Being insecure is something I have struggled with my entire life. Body image issues have lived with me from the beginning.
I`ve always sought approval, and validation from outside sources, rather than internal. I have tried many times to convince myself that this wasn`t the case, but none the less, it was, and it is.
Learning how to re-focus, and even learn to love what I deem to be flaws has been hard. Being our own biggest critics, I think it`s hard to take what we presume to be negative and turn it into positive.
Where does this flaw-like thinking start?
For me, it began as a child. I can of course only speak personally. With body image issues beginning as early as 5, it is easy to assume that I was not alone in the struggle. Body image being how one perceives their body, and how they assume others perceive it as well, it is definitely important to address right from early childhood.
How do children know to perceive their body this way? In my case, I think it was just how I was. I had anxiety from a very young age, but it went undiagnosed until age 21. I laid awake night after night wondering what was wrong with me, and why couldn`t I be pretty like my friends.
I always felt that my size was wrong, my body was wrong, and really, every part of me was wrong.
I remember hearing `you shouldn`t need someone to tell you your beautiful to believe it`, and I couldn`t help but cry.
See, I wanted to feel that beauty. I wanted to feel confident. Who doesn`t? But, no matter how hard I worked on myself, I would look in the mirror, and feel nothing but disgust.
It wasn`t just my body image I struggled with. I struggled with my entire being. Like my personality was wrong. Every piece of me was like a puzzle that was doomed to never fit together.
I cried about things that no one else cried for, and I felt things on such a deep and emotional level.
I knew, even as a child, there was something, what I deemed to be WRONG with me. I wanted to be heard, and while I was loud, and my head was loud, I felt like I was drowning. Even then. I remember feeling so overwhelmed with how cloudy my mind was at the young age of 4 and smashing my head into the sidewalk in an attempt to clear it.
I always felt different.
These flaws that I always hated about me, are part of what have shaped who I am now.
It has taken me 25 years to begin understanding body image and how it has affected my life. My only fear now is that it might be too late to help my children. As I watch them grow up, I can already see how they look at themselves in the mirror, and read nutrition labels. I can talk, educate, and make it all an on-going conversation, but what if I`m too late? What if they already have a negative view of themselves?
It has taken me 25 years to begin to understand that what I deem to be flaws of mine, are actually small pieces of beautiful puzzle pieces that help to make up me.
And 25 years to understand that the puzzle pieces that I always deemed to be broken and unfitting, are actually beautiful, and are a part of who I am.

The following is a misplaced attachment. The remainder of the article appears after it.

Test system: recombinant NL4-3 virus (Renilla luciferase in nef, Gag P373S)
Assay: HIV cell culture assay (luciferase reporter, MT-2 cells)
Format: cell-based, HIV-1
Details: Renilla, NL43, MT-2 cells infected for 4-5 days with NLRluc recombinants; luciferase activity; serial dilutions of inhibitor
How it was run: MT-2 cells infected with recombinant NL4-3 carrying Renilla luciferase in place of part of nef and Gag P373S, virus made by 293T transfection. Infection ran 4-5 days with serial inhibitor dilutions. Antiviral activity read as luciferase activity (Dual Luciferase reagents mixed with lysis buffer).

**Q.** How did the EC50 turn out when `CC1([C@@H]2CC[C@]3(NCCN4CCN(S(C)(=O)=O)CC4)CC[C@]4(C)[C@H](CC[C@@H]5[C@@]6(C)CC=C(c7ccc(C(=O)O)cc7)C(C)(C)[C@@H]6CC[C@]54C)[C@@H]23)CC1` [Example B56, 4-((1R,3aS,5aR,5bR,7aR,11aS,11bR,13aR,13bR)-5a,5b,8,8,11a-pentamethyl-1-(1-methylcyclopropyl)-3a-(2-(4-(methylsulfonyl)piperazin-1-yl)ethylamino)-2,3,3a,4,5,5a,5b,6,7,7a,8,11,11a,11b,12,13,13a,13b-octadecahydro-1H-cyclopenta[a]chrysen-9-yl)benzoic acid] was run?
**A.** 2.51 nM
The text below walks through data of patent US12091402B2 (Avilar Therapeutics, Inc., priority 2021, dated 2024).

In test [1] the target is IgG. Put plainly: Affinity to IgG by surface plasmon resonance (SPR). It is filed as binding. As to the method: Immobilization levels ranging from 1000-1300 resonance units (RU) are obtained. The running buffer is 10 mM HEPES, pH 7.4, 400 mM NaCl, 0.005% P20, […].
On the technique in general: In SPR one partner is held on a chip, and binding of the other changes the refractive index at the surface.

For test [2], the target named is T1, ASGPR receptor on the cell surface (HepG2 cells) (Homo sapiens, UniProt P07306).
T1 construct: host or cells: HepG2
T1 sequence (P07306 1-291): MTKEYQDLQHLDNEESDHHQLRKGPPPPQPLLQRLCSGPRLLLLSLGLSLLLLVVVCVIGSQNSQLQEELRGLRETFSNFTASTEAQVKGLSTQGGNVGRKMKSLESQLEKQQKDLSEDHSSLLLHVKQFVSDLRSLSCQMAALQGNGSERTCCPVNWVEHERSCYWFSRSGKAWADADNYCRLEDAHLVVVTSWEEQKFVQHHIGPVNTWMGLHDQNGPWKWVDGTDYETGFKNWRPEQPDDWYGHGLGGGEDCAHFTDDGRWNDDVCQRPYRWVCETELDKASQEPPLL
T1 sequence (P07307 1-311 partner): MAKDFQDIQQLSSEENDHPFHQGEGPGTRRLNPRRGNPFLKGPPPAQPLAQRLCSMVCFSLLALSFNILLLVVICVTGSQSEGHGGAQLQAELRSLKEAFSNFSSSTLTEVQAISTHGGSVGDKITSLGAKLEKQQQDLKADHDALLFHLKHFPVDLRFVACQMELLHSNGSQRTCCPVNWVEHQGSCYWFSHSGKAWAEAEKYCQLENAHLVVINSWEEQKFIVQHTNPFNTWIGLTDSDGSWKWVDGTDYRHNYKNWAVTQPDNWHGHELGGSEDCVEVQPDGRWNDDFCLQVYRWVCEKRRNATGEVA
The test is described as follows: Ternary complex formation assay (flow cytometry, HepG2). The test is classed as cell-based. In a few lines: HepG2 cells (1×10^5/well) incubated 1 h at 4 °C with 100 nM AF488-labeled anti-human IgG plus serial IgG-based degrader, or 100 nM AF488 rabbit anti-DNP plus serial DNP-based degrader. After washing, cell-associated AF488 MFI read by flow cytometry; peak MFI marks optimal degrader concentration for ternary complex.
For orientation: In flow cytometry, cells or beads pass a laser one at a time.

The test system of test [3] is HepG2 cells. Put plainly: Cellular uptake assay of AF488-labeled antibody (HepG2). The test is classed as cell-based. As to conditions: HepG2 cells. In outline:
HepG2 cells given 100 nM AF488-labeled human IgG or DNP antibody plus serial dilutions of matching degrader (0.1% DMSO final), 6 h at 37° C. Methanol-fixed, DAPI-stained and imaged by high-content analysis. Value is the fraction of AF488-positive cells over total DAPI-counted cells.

I’ve always seen my “issues” as issues, and only recently started seeing them as me. And not in the sense that I am the issue, but in the sense that my mental illnesses also live in my mind and body, just like my soul. What if my mental illnesses are part of what makes me me? What if they are part of how empathetic and sympathetic I am? What if there is a way that they are not the flaw in me, but rather a hidden gem?
I think it starts from the beginning. It starts from the language children are hearing and the body language they see. It starts from the environment. And then it only grows. So as an adult, I came to the conclusion that I needed to change my thinking. There was simply no way someone could have so many “flaws” was there? My scars are part of my body. A body that had lived through fighting a war each and every day. It has given birth to three beautiful babies, and loved and lost many times over.
I am emotional, yes, but, why is that predetermined to be bad? I feel things on a whole other level, which allows me to relate and empathize on a deeper level too. Living with bipolar 2 disorder, (which you can read more about at A Look At My Bipolar Truth) I spend a lot of my time in a deep dark low. But, being aware of this, I am also aware of my triggers and do my best to manage my moods. I accept I take medication and do things that feel good to my mind and body so to take care of myself.
I go to bed early. Gone are the days of staying up late for me. I’m usually fast asleep by 930. I would often feel guilty about it.
Almost as if I am being childish. Now I know I need that sleep in order to feel my best. It isn’t selfish to do things that nourish my body, mind, and soul. No matter what they are. I am allowed to take that space, and that time in order to do that. And guess what?! So are you. You need to take time to listen to what your mind, body and soul need, and then do that. Self-care and self-love should not be a privilege. It is for everyone. Every body.
It took a long time for me to realise, but I’m awesome, exactly how I am, and SO ARE YOU.
Love Always, Enn